Gene Jockeys Fight Fusarium Head Blight
Geneticist Ann Blechl and
colleagues are the first
to insert modified Fusarium
chitinase and glucanase genes
into wheat plants, which may
lead to wheats that are more
resistant to Fusarium
In some years—no one can predict precisely which—young wheat and barley plants are beleaguered by a formidable fungal foe known as Fusarium graminearum. It is responsible for a disease known as wheat scab, or Fusarium head blight, which causes plump kernels to shrivel and take on an unhealthy, bleached, scab by appearance.
Right now, there's no effective control for this plant disease. Losses in any given year will vary, but can be enormous. From 1998 to 2000, for example, Fusarium-related losses amounted to an estimated $2.7 billion in the north-central and Great Plains states.
ARS, industry, and university scientists have joined forces to equip tomorrow's wheat and barley plants with a new weapon: genes that might provide a stronger natural defense against this longtime enemy.
The researchers are constructing some of these genes with pieces of genetic material from Fusarium itself. This "dirty trick" strategy may deceive the fungus and sidestep its natural defenses. What's more, this work might be applicable for fighting other major crop pests.
That's the plan of ARS geneticists Patricia A. Okubara at Pullman, Washington, and Ann E. Blechl at Albany, California. They're collaborating with Thomas M. Hohn, formerly with ARS at Peoria, Illinois, and now with Syngenta at Research Triangle Park, North Carolina, and Randy M. Berka of Novo Nordisk, in Davis, California. The scientists are seeking a patent for some of their innovative, antifungal genes.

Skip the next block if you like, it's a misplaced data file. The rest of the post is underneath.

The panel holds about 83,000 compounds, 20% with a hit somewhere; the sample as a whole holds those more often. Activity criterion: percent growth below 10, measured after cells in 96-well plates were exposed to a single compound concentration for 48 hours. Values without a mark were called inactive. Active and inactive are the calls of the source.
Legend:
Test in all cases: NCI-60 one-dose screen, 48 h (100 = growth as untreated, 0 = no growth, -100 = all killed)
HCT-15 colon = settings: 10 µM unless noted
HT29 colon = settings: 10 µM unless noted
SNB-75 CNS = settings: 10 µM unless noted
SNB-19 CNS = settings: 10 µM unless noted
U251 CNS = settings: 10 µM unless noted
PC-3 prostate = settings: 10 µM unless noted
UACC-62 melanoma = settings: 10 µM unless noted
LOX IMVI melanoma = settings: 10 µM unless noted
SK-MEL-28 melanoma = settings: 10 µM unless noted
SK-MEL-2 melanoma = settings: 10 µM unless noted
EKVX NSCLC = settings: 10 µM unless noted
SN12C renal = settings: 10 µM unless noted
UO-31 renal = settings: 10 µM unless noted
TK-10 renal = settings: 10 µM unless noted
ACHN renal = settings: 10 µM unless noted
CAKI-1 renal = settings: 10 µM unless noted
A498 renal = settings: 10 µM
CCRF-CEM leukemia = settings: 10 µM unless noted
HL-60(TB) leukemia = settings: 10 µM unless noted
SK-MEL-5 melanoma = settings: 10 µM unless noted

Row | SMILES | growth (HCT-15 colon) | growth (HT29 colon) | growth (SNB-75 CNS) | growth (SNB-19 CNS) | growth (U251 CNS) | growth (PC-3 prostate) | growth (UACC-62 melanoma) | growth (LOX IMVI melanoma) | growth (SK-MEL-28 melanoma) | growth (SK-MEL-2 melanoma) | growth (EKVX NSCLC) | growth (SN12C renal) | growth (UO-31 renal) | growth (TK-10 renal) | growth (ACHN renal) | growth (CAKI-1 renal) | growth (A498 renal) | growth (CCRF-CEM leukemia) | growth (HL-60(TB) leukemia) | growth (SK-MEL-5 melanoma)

Designer Genes May Quell Fungus
The researchers designed genes to cue wheat plants to make enzymes called chiti nase and glucanase. These are the types of enzymes Fusarium manufactures when it needs to tear down some of its cell walls to grow and expand. Cell walls of Fusarium are made up, in part, of compounds called chitin and glucan, which the enzymes break down. This process occurs over and over again in the growing tip of the fungus's microscopic, root like structure, called a hypha.
A hypha is formed when a Fusarium spore—perhaps carried by wind or rain—lands on a wheat floret and germinates. The hypha's mission is to reach the developing kernel, where a storehouse of energy-rich starch compounds awaits.
In rebuilding wheat plants to make cell-wall-degrading chitinase and glucanase, the scientists intend to disrupt the hypha's orderly progress toward the food source inside the wheat plant. The strategy is to overwhelm the fungus with chitinase and glucanase that it didn't make and can't control.
Scientists have known about the role of chitinase and glucanase for years. But Okubara, Blechl, Hohn, and Berka are the first to use pieces of Fusarium chitinase and glucanase genes for making unique, antifungal genes. To mimic the microbe's own enzyme-making machinery as closely as possible, the researchers borrowed gene segments from a F. graminearum relative called F. venenatum. Its genes had been copied earlier into a "library" maintained by Novo Nordisk. That made this cousin a convenient source of the needed material.
Tooling Wheat To Make Crucial Enzymes
The scientists already knew that engineering a wheat plant to make chitinase or glucanase was unlikely to hurt the plant itself. That's because there's little or no chitin or glucan in wheat cell walls.